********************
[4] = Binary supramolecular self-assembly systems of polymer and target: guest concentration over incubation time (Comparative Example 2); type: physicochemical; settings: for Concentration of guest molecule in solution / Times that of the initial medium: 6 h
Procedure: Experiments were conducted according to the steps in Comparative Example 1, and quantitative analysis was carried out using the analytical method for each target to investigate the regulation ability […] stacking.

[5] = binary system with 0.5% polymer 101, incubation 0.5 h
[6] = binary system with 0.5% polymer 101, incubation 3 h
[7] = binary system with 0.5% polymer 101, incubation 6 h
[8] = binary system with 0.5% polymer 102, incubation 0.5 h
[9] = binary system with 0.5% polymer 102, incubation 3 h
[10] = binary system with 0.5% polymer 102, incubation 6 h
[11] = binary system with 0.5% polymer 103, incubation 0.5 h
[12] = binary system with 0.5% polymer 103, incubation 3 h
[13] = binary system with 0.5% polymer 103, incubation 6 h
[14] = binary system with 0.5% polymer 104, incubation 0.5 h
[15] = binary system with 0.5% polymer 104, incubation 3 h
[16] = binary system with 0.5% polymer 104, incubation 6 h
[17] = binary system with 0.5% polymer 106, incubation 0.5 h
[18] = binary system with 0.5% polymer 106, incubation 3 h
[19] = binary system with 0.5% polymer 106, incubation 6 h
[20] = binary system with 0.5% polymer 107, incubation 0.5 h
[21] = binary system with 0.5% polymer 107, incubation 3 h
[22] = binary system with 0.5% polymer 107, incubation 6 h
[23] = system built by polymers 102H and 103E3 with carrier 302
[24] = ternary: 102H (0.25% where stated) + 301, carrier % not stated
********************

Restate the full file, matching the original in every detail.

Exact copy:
[4] = Binary supramolecular self-assembly systems of polymer and target: guest concentration over incubation time (Comparative Example 2); type: physicochemical; settings: for Concentration of guest molecule in solution / Times that of the initial medium: 6 h
Procedure: Experiments were conducted according to the steps in Comparative Example 1, and quantitative analysis was carried out using the analytical method for each target to investigate the regulation ability […] stacking.

[5] = binary system with 0.5% polymer 101, incubation 0.5 h
[6] = binary system with 0.5% polymer 101, incubation 3 h
[7] = binary system with 0.5% polymer 101, incubation 6 h
[8] = binary system with 0.5% polymer 102, incubation 0.5 h
[9] = binary system with 0.5% polymer 102, incubation 3 h
[10] = binary system with 0.5% polymer 102, incubation 6 h
[11] = binary system with 0.5% polymer 103, incubation 0.5 h
[12] = binary system with 0.5% polymer 103, incubation 3 h
[13] = binary system with 0.5% polymer 103, incubation 6 h
[14] = binary system with 0.5% polymer 104, incubation 0.5 h
[15] = binary system with 0.5% polymer 104, incubation 3 h
[16] = binary system with 0.5% polymer 104, incubation 6 h
[17] = binary system with 0.5% polymer 106, incubation 0.5 h
[18] = binary system with 0.5% polymer 106, incubation 3 h
[19] = binary system with 0.5% polymer 106, incubation 6 h
[20] = binary system with 0.5% polymer 107, incubation 0.5 h
[21] = binary system with 0.5% polymer 107, incubation 3 h
[22] = binary system with 0.5% polymer 107, incubation 6 h
[23] = system built by polymers 102H and 103E3 with carrier 302
[24] = ternary: 102H (0.25% where stated) + 301, carrier % not stated